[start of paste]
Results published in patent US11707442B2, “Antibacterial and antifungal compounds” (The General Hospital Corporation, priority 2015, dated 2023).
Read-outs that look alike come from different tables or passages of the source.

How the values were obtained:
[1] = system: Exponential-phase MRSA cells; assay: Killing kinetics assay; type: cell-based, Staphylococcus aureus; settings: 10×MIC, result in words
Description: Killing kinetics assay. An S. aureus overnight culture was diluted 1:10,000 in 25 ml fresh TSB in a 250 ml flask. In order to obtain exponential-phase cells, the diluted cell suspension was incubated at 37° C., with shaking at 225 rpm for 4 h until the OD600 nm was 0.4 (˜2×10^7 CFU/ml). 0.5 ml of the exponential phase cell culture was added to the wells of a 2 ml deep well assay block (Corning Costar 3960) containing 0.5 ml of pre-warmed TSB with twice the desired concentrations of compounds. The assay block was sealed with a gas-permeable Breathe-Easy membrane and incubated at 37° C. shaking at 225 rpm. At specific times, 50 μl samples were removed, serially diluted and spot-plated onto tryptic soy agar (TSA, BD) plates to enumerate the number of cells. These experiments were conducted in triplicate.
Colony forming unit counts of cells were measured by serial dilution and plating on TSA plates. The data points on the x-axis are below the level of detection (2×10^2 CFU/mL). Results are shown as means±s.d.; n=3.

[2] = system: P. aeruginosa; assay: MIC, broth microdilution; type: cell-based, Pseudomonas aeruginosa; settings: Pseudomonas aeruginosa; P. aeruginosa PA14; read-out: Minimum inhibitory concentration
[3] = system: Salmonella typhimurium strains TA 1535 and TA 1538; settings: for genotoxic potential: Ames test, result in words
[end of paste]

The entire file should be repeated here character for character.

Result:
Results published in patent US11707442B2, “Antibacterial and antifungal compounds” (The General Hospital Corporation, priority 2015, dated 2023).
Read-outs that look alike come from different tables or passages of the source.

How the values were obtained:
[1] = system: Exponential-phase MRSA cells; assay: Killing kinetics assay; type: cell-based, Staphylococcus aureus; settings: 10×MIC, result in words
Description: Killing kinetics assay. An S. aureus overnight culture was diluted 1:10,000 in 25 ml fresh TSB in a 250 ml flask. In order to obtain exponential-phase cells, the diluted cell suspension was incubated at 37° C., with shaking at 225 rpm for 4 h until the OD600 nm was 0.4 (˜2×10^7 CFU/ml). 0.5 ml of the exponential phase cell culture was added to the wells of a 2 ml deep well assay block (Corning Costar 3960) containing 0.5 ml of pre-warmed TSB with twice the desired concentrations of compounds. The assay block was sealed with a gas-permeable Breathe-Easy membrane and incubated at 37° C. shaking at 225 rpm. At specific times, 50 μl samples were removed, serially diluted and spot-plated onto tryptic soy agar (TSA, BD) plates to enumerate the number of cells. These experiments were conducted in triplicate.
Colony forming unit counts of cells were measured by serial dilution and plating on TSA plates. The data points on the x-axis are below the level of detection (2×10^2 CFU/mL). Results are shown as means±s.d.; n=3.

[2] = system: P. aeruginosa; assay: MIC, broth microdilution; type: cell-based, Pseudomonas aeruginosa; settings: Pseudomonas aeruginosa; P. aeruginosa PA14; read-out: Minimum inhibitory concentration
[3] = system: Salmonella typhimurium strains TA 1535 and TA 1538; settings: for genotoxic potential: Ames test, result in words